On Feb 28, the board approved the budget, which included $700,000 in bonus payments. But Price alleges in his affidavit that when he attempted to draw down the last $1 million from Opus Capital (the company was running short on cash — a situation that the board was aware of, he claims), Cogan would not allow it.
The lawsuit alleges that, in a conversation with Price, Cogan said he’d made the decision to shut off access to the remaining $1 million in the fund in February. That was prior to the board’s approval of the budget but Cogan did not disclose his decision to the board, according to the Price complaint. The Price affidavit also claimed that Cogan blamed Price for the cash shortage and told him he should have brought it to the board’s attention.
After Cogan allegedly told Price that he had lost confidence in TuneCore management, Price in his affidavit says he argued back to Cogan that the company’s cash-flow situation was conveyed during budget discussions and that making the remaining $1 million from the fund available would have solved the problem.
“Gill disagreed and insisted that my actions had caused the company to become insolvent,” Price claims in his affidavit. During a conference call, Cogan insisted that the board call the company’s law firm, O’Melveny & Myers, for an opinion.
When companies are declared insolvent, they usually move to raise capital fast, and/or attempt to negotiate an out-of court restructuring in order to avert a Chapter 11 filing. In either of the latter scenarios, the equity of shareholders, like Price, Guitar Center and Opus Capital could be at risk because those processes then favor protecting the debt holders, like Opus Capital.
According to the affidavit, the firm did not agree that TuneCore was insolvent. “Mr. Cogan’s insistence that I had harmed the company was bewildering to me, and is at the heart of the unfortunate animus that continues to exist between us,” Price says in his affidavit. “To this day I am not sure what Mr. Cogan was trying to accomplish by this call [to the law firm] but the damage to our relationship was substantial.”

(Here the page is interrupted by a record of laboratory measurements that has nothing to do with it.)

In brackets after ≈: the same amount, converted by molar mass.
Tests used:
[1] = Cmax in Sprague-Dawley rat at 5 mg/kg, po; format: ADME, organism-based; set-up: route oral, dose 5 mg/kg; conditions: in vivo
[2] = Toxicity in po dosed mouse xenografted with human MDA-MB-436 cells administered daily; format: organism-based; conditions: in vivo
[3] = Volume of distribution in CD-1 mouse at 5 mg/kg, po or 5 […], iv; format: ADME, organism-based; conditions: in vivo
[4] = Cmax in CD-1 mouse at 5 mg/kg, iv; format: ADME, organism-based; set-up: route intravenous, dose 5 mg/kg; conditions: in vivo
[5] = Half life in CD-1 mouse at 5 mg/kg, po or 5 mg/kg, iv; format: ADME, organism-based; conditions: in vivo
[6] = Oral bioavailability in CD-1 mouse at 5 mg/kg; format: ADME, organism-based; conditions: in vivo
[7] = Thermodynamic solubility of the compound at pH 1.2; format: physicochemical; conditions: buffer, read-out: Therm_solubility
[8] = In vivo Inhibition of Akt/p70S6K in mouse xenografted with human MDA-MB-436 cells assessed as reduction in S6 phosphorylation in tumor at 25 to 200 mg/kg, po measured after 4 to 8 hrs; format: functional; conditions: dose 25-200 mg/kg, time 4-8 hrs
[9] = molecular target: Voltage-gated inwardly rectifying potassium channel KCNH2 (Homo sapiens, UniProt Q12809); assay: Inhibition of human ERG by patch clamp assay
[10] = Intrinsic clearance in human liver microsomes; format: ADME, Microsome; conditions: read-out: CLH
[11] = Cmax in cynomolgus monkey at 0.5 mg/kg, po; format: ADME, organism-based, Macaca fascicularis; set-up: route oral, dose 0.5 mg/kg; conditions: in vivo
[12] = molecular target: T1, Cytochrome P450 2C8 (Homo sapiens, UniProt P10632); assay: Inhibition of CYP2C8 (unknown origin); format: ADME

He continues: “If I made a mistake, which I emphatically deny, it was one that was out in the open and one that my board could have helped me to prevent. There [were] no secrets…. nothing was hidden from the other three board members.”
TuneCore’s cash-flow crisis was subsequently averted, although how that was accomplished is not explained in the court documents. But after that incident, Cogan expressed his desire to be named “executive” chairman of TuneCore. His wish was granted in May. Price’s termination came in July.
Shortly after Price left, another co-founder and shareholder, Gary Burke, TuneCore’s lead developer and engineer of user interface, was also terminated. To this day, sources tell Billboard all of the original TuneCore shareholders still hold their equity in the company but are in the dark about the company’s performance because TuneCore refuses to hold a shareholder’s meeting.
Price has since founded Audiam, which helps songwriters and publishing firms search out and unlock black-box royalties from digital services and collection societies around the world.
TuneCore’s motion to dismiss Price’s suit, filed on May 15, 2014, deals mainly with the issue of whether Price is entitled to severance pay, although TuneCore lawyers did make reference to his description of events in a June 17 memorandum filing on the the motion to dismiss.
“Price’s opposition, and the lengthy affidavit that accompanies it, paint a picture of a man so enamored with himself that he simply cannot accept that the rules that apply to everyone else should also apply to him,” Tunecore attorneys Eric Amdursky and Sloane Ackerman of O’Melveny & Myers said in the filing.